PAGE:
A new flat-rate pension is expected to come into place from April 2017.
The new, single-tier pension would be £144 per week, with anyone who had paid a minimum of 35 years of national insurance contributions to be eligible to receive the benefit. It is expected that it would rise each year in line with prices, earnings or 2.5%, whichever is higher.
Pensions minister Steve Webb said today he wanted the government to provide a "single, simple, decent state pension".
The Pensions Policy Institute today welcomed the announcement by Webb, saying the current pension system was too complex. At the moment individuals can qualify for a basic state pension of £107.45 per week and may be eligible for top-up payments, which could take the weekly income to £142.70 or £160.
The flat-rate pension will be paid to new pensioners reaching state pension age from 6 April 2017.
Keep it simple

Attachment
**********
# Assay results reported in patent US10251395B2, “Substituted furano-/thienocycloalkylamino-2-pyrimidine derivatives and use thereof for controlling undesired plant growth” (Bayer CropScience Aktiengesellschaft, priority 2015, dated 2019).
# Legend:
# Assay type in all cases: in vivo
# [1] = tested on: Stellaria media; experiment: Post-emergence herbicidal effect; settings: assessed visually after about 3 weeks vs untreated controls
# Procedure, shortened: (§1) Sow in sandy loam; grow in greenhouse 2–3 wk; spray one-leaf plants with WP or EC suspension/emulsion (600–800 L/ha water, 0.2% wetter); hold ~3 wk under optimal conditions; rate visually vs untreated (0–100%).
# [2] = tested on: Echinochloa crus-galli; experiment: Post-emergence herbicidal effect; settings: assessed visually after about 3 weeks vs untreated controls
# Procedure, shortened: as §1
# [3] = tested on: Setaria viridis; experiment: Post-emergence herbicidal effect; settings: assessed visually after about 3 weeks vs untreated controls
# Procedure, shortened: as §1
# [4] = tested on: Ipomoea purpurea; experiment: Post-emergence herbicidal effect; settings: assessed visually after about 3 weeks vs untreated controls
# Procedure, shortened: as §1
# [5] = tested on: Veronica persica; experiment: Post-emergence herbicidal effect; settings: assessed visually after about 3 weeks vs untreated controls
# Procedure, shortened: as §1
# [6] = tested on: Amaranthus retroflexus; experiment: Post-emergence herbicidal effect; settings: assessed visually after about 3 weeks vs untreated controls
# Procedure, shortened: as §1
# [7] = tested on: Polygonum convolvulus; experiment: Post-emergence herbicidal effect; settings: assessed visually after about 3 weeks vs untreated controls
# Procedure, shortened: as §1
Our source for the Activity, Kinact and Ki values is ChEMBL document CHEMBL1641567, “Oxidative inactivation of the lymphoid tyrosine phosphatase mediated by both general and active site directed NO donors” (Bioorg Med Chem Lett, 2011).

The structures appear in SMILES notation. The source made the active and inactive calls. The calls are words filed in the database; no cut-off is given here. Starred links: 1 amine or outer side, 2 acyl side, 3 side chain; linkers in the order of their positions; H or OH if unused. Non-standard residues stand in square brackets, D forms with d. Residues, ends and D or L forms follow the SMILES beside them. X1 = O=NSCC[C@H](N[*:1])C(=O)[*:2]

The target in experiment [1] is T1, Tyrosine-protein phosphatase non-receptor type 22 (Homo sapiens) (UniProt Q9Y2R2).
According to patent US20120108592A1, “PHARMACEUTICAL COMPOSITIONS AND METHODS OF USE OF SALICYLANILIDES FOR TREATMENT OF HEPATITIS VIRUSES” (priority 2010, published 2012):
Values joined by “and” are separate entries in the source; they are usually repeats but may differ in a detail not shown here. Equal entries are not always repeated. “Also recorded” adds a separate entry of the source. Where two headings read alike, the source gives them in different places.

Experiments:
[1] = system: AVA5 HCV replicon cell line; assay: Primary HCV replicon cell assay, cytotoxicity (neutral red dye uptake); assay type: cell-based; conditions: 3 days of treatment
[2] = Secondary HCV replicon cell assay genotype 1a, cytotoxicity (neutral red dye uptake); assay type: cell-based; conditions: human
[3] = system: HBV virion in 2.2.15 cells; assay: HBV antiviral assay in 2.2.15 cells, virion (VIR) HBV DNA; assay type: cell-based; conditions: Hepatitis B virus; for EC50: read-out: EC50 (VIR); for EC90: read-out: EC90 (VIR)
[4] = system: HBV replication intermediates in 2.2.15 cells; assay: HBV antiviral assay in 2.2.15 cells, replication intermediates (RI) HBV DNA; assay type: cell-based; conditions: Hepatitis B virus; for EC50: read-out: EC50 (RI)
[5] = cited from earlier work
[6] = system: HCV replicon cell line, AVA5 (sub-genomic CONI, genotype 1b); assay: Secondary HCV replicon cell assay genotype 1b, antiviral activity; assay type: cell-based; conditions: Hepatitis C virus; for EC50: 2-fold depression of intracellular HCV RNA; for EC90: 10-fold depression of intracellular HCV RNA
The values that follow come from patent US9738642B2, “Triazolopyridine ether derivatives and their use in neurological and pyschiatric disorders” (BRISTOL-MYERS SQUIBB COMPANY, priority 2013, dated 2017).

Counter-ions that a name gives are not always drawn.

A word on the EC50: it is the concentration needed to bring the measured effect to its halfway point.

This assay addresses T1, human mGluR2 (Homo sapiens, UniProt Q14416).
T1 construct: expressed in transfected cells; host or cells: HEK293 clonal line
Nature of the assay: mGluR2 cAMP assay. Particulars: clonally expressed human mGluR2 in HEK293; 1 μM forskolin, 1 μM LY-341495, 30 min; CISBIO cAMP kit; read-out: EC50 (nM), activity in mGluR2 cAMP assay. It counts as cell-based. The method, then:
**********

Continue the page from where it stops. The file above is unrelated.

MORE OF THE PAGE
Head of retirement planning at AXA, Andy Zanelli, says the new flat rate should be "seen as a fantastic benefit to many" and hoped it would send a much needed message to the public that "pensions should be simple to understand and something they should be actively engaged with".
Tom McPhail, head of pensions research at Hargreaves Lansdown, agrees that the reform was "vital" and says it "lays the foundation to rebuild the UK's retirement savings". He adds: "It will simplify the state pension for millions of today's workers, allowing them to plan their retirement with more certainty."
To receive the same annuity income of £144 (£7,488 a year), McPhail points out a 65-year-old would need a pension pot of more than £200,000.
This article was written for our sister website Money Observer